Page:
While you no longer have a monthly mortgage, you will still have to pay your Town and County and your School taxes. Please contact our office to let us know if you were paying your taxes through your mortgage and now would like the bill sent directly to you. You can do this by:
- Calling our office at 914-734-1030
- Coming in to see us where we can answer any questions you may have
- Inform us in writing at:
Town of Cortlandt
One Heady Street
Cortlandt Manor, NY 10567
Make sure to provide us with your EMAIL to receive bills, reminders, and receipts.
- Am I entitled to any exemptions?
- I want to buy a new house, what would the taxes be for that property?
To find out taxes on a property you can either:
- Give our office a call at 914-734-1030
- Come in and visit us
- Search Property Tax Payment History information by clicking here. From there you can see past property payment history and the amounts that were paid. If you click on the “Bill Details” tab it will give you a detailed explanation of the bill and will show you if the property currently has any exemptions that you may or may not qualify thus giving you an approximate amount that you will be paying if you were to purchase that property.
- How do I change the address where my tax bill is sent?
- How do I change the name on my tax bill?
- I am thinking of doing some home improvements, will it change my tax bill?
- I never received my tax bill, or received it late, do I still have to pay the penalty?
- What is Property Tax?
Property tax is a local tax based on the value of real property. Real property is defined as land and any permanent structures attached to it. Examples of real property are houses, gas stations, office buildings, vacant land, shopping centers, saleable natural resources (e.g. oil, gas, timber), farms, apartments, factories, restaurants, and, in most instances, mobile homes.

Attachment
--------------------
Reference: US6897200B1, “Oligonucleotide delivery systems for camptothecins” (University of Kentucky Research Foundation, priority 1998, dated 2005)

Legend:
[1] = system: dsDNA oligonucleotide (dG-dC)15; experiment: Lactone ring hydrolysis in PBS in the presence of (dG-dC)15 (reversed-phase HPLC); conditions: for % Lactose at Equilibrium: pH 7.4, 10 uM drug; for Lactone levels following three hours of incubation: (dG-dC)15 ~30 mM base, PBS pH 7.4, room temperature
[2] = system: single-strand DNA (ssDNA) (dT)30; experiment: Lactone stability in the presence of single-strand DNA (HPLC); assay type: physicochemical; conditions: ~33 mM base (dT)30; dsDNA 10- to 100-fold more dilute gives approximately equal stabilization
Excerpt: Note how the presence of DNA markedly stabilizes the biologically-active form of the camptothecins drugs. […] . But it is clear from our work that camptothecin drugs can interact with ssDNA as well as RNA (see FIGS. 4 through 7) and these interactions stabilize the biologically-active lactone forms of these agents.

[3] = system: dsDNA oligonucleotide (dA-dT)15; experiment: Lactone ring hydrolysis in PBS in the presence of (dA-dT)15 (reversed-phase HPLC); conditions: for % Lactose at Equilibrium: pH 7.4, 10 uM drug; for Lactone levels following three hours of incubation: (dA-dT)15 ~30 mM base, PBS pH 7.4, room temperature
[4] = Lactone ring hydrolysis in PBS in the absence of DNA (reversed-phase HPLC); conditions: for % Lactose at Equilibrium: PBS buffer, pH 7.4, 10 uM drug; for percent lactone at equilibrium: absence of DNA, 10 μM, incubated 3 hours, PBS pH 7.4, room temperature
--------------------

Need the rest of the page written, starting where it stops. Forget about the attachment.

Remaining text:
Counties, cities, towns, villages, and school districts each raise money through property tax. The money collected funds schools, pays for police and fire protection, maintains roads, and funds other municipal services enjoyed by residents. The Town of Cortlandt sends property tax bills in April for the Town and County, and in September for the School bill.
- What determines the amount of a Property Tax Bill?
The amount of a particular property’s tax bill is determined by two things: the property’s taxable assessment and the tax rates of the taxing jurisdictions in which the property is located. The tax rate is determined by the amount of the tax levy to be raised from all, or part, of an assessing unit, and the unit’s taxable assessed value. The assessment is determined by the assessor and is based on the value of the property less any applicable property tax exemptions.
- What kind of property is assessed?
Every parcel of real property is assessed no matter how big or how small. Real property is defined as land and any permanent structures attached to it. Examples of real property are houses, gas stations, office buildings, vacant land, shopping centers, saleable natural resources (e.g. oil, gas, timber), farms, apartments, factories, restaurants, and, in most instances, mobile homes.